iOS17.4 AppStore changes require careful monitoring 

EGDF is extremely pleased that DMA has finally enabled game developers and publishers to access alternative payment systems in games distributed through the Apple AppStore. 

EGDF stresses that 

  • Apple must ensure that using third-party payment service providers (PSPs) or processing payments via link-out does not lead to excessive and unnecessarily alarming warning notifications designed to scare users from using third-party payments. The current fee structure proposed by Apple to use the services (see the chapter below) is disproportionate and unjustified.  
  • Apple must ensure that business planning tools always provide factual information on the use of third-party marketplaces or payment tools and the Apple fees associated with them.

The new Alternative iOS17.4 install fee traps game developers in Apple’s walled garden. 

EGDF welcomes the fact that game developers can continue using the current Apple Business Terms if they do not want to transition to New Business Terms for Apps in the EU. Unfortunately, the New Business Terms are designed in a way that makes the transition into using alternative third-party payment systems and third-party marketplaces instead of Apple’s own services risky for game developers. 

The proposed reduced 10%/17%  AppStore commission and 3% Apple payment processing fee demonstrate how much harm the current 30% Apple commissions have caused for businesses and consumers in the EU. However, Apple’s decision to introduce a 0,5€ install fee (covering not just new installs but also updates and reinstalls annually) is hard to justify. When players have already paid for the iOS while purchasing the phone and game developers decide to opt out of using AppStore and AppStore payment system and take more responsibility for player support and legal compliance requirements in the EU, it is unreasonable for Apple to collect millions of euros from a single game through install fee just to finance their notarization process (that is already covered by annual Apple Developer Programme fee) and maintaining iOS operating system security features. 

An annual 0,5€ install fee might create 

  • An unfair competitive advantage for Apple AppStore and other pre-installed Apple apps on Apple phones sold in the EU. While Apple AppStore does not have to pay any annual install fee, or it would be included in the price of the phone itself, all competing marketplaces would be forced to pay tens of millions of euros for Apple to reach a similar market position as Apple AppStore. 
  • An unfair competitive advantage for Apple AppStore in competition for content. Free-to-download games are currently among the most profitable game-as-a-service business models. This business model relies on a huge install base, going well over 1 million installs for every successful game, and creating a much smaller core audience making in-game purchases.  The new fee would create an artificial market access barrier for the free-to-download game developers by forcing them to stay under the much less favourable current Apple business terms and continue operating through the Apple AppStore instead of opting for more favourable new business terms (if the install fee is not taken into account) and distributing their games through a third-party marketplace. This makes it much harder for third-party marketplaces to compete against Apple AppStore for content.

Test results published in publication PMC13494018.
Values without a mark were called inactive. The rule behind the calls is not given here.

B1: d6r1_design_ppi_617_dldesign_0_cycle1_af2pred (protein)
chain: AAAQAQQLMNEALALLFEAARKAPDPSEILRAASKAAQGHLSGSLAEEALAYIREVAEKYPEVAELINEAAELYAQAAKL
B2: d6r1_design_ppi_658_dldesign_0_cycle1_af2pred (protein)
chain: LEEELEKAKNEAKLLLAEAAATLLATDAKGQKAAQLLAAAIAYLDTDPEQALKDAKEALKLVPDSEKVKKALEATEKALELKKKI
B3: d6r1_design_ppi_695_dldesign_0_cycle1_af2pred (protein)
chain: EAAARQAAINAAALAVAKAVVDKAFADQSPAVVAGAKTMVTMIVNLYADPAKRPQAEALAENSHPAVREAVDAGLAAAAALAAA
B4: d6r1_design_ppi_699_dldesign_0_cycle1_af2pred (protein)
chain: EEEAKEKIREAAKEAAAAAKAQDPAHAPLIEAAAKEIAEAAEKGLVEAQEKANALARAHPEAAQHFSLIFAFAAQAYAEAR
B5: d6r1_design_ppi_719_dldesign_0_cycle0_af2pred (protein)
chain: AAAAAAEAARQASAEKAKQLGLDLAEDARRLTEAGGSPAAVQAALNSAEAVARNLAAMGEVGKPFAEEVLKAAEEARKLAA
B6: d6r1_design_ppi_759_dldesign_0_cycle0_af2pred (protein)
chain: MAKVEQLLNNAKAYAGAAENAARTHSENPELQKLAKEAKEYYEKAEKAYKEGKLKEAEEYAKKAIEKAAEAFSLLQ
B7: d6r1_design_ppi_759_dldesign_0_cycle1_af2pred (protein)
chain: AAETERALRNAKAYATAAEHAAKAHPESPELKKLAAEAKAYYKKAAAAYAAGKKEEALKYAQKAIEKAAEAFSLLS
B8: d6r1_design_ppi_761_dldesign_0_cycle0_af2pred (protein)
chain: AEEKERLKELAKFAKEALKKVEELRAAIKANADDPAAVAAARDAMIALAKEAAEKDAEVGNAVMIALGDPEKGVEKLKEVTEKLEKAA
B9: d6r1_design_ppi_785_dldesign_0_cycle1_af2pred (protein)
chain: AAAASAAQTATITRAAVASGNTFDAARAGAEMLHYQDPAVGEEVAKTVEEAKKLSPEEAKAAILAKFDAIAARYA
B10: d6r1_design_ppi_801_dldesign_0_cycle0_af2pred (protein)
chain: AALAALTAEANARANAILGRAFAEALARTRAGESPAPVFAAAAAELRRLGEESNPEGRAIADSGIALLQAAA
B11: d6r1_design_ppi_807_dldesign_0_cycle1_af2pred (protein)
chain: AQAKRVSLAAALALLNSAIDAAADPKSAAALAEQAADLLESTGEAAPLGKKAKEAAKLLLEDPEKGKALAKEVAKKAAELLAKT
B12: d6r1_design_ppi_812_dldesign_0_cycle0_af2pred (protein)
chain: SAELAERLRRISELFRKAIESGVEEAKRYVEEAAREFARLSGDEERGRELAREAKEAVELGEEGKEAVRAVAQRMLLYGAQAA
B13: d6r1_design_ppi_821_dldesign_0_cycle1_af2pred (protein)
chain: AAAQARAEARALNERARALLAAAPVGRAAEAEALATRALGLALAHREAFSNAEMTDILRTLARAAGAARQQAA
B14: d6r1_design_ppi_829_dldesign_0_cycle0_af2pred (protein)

• An unfair competitive advantage for Apple AppStore through more favorable terms for long-tail games. Many game developers have old, often non-profitable, games in their Apple Appstore game portfolio that can be used to market new games for the most loyal fanbase of the game developer studio still playing those old games. It is still unclear when an update will count as a reinstall under the new install fee. Furthermore, it looks like Apple is implementing new contract terms so that game developers must choose between old or new Apple business terms for their whole game portfolio instead of being able to do this on the level of each game individually. This might force game developers to choose between staying under old contract terms and keeping their old, often non-profitable, games available on Apple iOS or moving under the contract terms, allowing the use of alternative distribution channels and payment systems, and removing their old games from the markets. This would make it harder for third-party marketplaces to maintain as big game portfolios as Apple AppStore.
  • Unfair market access barriers through unclear and vague contract terms. Apple must not use unclear and vague concepts in its business terms, as they create significant uncertainty among game developers about the actual terms of using third-party marketplaces and payment systems. Furthermore, Apple should be fully clear on whether or not game developers or publishers must choose between old or new business terms individually for each game or for all the games in their game portfolio on iOS. 

Consequently, Apple’s new business fee structure requires further investigation to ensure that it is not anticircumvention behaviour (DMA Art.13) and does not violate fair, reasonable, and non-discriminatory general conditions (DMA Art. 6 (12).

All in all, EGDF is deeply disappointed that, once again, due to regulatory uncertainty and poor enforcement of EU law, global industry giants will get a head start on introducing alternative third-party mobile marketplaces in the EU. European SME game publishers will likely only be able to take the financial risk to exploit the new market opportunities once there is more clarity on whether or not the new Apple fee structure is in line with the EU rules. 

Please access the EGDF statement in a pdf format here.

For more information, please contact:

Jari-Pekka Kaleva,
Managing Director, EGDF